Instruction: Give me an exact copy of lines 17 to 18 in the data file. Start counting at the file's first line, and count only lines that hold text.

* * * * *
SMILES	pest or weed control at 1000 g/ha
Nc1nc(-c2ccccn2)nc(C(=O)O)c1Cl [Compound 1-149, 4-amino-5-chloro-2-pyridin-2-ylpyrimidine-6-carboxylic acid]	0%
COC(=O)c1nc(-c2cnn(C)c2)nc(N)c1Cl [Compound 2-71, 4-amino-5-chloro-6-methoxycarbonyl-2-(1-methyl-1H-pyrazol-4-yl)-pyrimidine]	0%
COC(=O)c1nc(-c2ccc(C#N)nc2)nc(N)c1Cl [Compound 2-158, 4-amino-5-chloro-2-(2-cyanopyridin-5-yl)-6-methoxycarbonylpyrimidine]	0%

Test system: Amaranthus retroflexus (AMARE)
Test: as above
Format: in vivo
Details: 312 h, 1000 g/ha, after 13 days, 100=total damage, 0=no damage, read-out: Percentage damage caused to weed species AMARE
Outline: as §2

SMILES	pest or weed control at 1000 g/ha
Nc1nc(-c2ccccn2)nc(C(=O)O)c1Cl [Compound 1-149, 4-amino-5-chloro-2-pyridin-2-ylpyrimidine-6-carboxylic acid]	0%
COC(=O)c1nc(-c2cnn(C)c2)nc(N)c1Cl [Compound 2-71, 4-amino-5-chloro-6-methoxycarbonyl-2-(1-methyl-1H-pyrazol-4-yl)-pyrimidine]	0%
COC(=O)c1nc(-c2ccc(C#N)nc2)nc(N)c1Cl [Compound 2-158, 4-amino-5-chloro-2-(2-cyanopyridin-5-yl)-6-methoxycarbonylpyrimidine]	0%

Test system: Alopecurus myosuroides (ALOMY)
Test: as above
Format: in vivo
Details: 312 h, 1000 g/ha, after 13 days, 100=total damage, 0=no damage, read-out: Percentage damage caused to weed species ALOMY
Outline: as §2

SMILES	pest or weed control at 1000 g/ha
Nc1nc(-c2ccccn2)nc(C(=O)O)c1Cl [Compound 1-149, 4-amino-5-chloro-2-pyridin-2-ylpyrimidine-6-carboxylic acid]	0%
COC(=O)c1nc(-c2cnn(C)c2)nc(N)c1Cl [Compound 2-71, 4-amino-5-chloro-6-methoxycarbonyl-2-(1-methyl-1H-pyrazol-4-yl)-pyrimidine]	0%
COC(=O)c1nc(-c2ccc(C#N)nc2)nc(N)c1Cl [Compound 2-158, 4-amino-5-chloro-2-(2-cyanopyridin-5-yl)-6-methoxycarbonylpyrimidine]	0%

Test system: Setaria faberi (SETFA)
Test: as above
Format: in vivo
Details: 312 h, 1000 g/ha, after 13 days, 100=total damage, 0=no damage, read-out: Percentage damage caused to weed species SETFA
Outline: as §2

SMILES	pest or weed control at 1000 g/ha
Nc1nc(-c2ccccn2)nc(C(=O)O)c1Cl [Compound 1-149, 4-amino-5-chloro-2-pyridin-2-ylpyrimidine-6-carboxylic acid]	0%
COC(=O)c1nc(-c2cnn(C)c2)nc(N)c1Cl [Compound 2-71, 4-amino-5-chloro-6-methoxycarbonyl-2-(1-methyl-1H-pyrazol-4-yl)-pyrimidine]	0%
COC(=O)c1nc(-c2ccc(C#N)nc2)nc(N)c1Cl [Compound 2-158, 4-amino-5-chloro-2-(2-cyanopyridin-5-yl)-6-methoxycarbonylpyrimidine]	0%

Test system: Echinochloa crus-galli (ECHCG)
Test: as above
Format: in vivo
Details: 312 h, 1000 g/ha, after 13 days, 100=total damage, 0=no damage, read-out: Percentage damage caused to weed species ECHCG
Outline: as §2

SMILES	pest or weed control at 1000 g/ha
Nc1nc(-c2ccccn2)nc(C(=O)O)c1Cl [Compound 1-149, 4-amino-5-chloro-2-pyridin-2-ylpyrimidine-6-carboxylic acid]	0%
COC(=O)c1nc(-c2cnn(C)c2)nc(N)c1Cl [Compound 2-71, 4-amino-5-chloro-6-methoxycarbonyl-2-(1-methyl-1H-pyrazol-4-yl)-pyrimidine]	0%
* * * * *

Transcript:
Details: 312 h, 1000 g/ha, after 13 days, 100=total damage, 0=no damage, read-out: Percentage damage caused to weed species ALOMY
Outline: as §2